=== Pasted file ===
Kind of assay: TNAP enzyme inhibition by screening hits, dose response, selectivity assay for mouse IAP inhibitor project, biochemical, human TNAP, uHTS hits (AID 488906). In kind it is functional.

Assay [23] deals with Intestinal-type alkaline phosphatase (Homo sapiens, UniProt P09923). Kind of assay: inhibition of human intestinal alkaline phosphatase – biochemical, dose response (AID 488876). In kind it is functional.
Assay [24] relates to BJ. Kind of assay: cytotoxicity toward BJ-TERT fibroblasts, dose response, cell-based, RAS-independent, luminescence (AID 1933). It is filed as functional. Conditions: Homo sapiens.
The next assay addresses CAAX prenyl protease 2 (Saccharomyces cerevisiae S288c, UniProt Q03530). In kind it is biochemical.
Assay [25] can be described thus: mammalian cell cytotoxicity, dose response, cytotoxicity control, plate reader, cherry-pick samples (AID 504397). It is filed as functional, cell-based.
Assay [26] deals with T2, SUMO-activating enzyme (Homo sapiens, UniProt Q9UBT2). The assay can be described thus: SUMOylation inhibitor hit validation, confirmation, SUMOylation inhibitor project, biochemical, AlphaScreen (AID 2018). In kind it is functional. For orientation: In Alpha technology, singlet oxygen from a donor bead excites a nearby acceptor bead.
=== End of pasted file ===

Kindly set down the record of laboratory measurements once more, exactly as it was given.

Kind of assay: TNAP enzyme inhibition by screening hits, dose response, selectivity assay for mouse IAP inhibitor project, biochemical, human TNAP, uHTS hits (AID 488906). In kind it is functional.

Assay [23] deals with Intestinal-type alkaline phosphatase (Homo sapiens, UniProt P09923). Kind of assay: inhibition of human intestinal alkaline phosphatase – biochemical, dose response (AID 488876). In kind it is functional.
Assay [24] relates to BJ. Kind of assay: cytotoxicity toward BJ-TERT fibroblasts, dose response, cell-based, RAS-independent, luminescence (AID 1933). It is filed as functional. Conditions: Homo sapiens.
The next assay addresses CAAX prenyl protease 2 (Saccharomyces cerevisiae S288c, UniProt Q03530). In kind it is biochemical.
Assay [25] can be described thus: mammalian cell cytotoxicity, dose response, cytotoxicity control, plate reader, cherry-pick samples (AID 504397). It is filed as functional, cell-based.
Assay [26] deals with T2, SUMO-activating enzyme (Homo sapiens, UniProt Q9UBT2). The assay can be described thus: SUMOylation inhibitor hit validation, confirmation, SUMOylation inhibitor project, biochemical, AlphaScreen (AID 2018). In kind it is functional. For orientation: In Alpha technology, singlet oxygen from a donor bead excites a nearby acceptor bead.